52 Films by Women: 'Cracks'
No, this is not another butt post. Sorry.
It is a post about an Eva Green movie. Yay!
You know that subset of movies that take place at a British boarding school, and it’s all men in fancy clothes and Posh High Drama and blatant homosexual undertones that sometimes become blatant homosexual overtones? And sometimes Baby Colin Firth is there? Another Country has nothing to do with this post, but I wanted to point out young Colin Firth to you because Jeeeeeesus:
Anyway. You take that movie. You add lesbians and remove all the men from the cast. (Seriously, there are two credited men here, and they are “Shopkeeper” and “Ferry Skipper.”) And you get Cracks, the debut (and, to date, sole) feature of Jordan Scott.
(In case you’re saying to yourself, “Hmm, I wonder if the ‘Scott’ means she’s related to Ridley Scott, as opposed to ‘Scott’ being a very common last name?,” yes, Jordan Scott is Ridley’s daughter. She is also half sister to Morgan director Luke. If—and I say if, because I do not know these peoples’ lives—they both used mad nepotism to get their movies made, at least Jordan’s doesn’t suck.)
Based on a novel by Sheila Kohler, Cracks takes place in the 1930s a secluded girl’s boarding school, where the coolest, most sophisticated, most altogether Eva Green-iest member of the staff is diving instructor Miss G (Green). Miss G’s team worships the ground she walks on, none more than tinpot dictator/teacher’s pet Di (Juno Temple). Di’s position at the top of the pecking order comes under threat with the arrival of a new student, a Spanish aristocrat named Fiamma (María Valverde). Quiet and fearful in her new surroundings, Fiamma wants nothing to do with Di’s mean girl politics or Miss G, whose stories of globetrotting aren’t so impressive given that Fiamma, unlike the rest of the girls, actually has seen much of the world outside the boarding school’s walls. Miss G becomes obsessed with Fiamma, which furthers Di’s resentment—and raises questions about whether Miss G really is who she says she is.
Here’s your content warning [spoilers]: At one point, Fiamma gets drunk and passes out. Miss G takes her back to her room, undresses her, and kisses her. It’s implied that Miss G went further than that, with a horrified Fiamma later making reference to “what she did to me,” but nothing else is shown on-screen.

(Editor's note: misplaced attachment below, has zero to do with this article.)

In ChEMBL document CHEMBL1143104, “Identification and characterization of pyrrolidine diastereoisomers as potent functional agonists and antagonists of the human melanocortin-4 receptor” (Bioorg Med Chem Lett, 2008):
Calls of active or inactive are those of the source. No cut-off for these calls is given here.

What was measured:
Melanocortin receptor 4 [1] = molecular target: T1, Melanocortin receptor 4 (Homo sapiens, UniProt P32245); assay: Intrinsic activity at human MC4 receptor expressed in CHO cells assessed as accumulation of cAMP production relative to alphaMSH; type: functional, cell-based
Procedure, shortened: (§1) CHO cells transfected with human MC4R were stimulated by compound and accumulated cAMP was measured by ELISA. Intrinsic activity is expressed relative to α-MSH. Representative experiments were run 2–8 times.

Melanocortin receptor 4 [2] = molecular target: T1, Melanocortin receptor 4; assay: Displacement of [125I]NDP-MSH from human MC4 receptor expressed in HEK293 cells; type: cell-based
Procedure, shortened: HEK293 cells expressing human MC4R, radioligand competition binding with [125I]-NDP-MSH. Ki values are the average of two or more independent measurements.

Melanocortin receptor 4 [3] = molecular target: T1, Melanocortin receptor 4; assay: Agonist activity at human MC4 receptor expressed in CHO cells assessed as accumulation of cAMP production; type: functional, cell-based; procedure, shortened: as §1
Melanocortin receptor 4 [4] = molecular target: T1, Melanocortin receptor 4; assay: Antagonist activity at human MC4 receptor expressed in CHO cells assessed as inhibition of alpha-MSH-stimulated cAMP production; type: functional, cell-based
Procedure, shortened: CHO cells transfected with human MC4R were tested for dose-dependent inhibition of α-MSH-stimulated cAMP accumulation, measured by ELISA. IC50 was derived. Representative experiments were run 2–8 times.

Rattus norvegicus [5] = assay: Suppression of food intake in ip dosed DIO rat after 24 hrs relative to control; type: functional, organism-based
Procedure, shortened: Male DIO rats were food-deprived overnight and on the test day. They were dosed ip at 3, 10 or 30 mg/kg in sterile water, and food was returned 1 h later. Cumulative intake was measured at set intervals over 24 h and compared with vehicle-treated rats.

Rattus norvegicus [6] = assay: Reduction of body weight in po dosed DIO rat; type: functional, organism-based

Eva Green tends to be the best part even of bad movies, and here, in a good movie, she’s great. Cracks provides a meta commentary, of sorts, of the Eva Green Type (TM): sophisticated, worldly, sexual, somewhat bohemian. Because Miss G swans around in fancy clothes saying shit like this:
But then the big reveal is that Miss G is a former student allowed to stay on-staff by the headmistress (Sinéad Cusack) due to her crippling agoraphobia; her “mighty adventuress” persona is an invention designed to deny, even to herself, the fact that she can’t go even go to the village corner store without having a panic attack.
Cracks’ theatrical release came and went without much fanfare back in 2001, and it didn’t get good reviews (only 43% approval on Rotten Tomatoes), though I’m at a loss to understand why. Maybe because it can get a bit hammy and over the top? But if I’m watching an Eva Green boarding school movie and it’s not over the top, wrap me in a silk robe and send me down a river to die Lady of Shalott-style, because what is the everloving point? Some dramatic shit goes down in Cracks, especially towards the end. A subtle movie this ain’t; I’d go so far as to call it “lush,” and I mean that in a good way. It’s like if The Virgin Suicides had a threesome with Merchant and Ivory. Give me a coming-of-age LBGT costume drama with fancy clothes and Eva Green and virtually no male characters, or give me death.
Cracks is on Hulu or rentable via iTunes for $3.99. It is also, incidentally, where this gif comes from.
- What if 'Independence Day' with Will Smith is a Warning?
- With Great Power Comes Great Responsibility: Voting for the Pajiba 10 Begins Now
- The 10 Best Movies Of 2019 So Far
- Meghan McCain Wants to Quit 'The View' (WHY, GOD?!)
- 'Yesterday' Is A Love Letter To East Anglia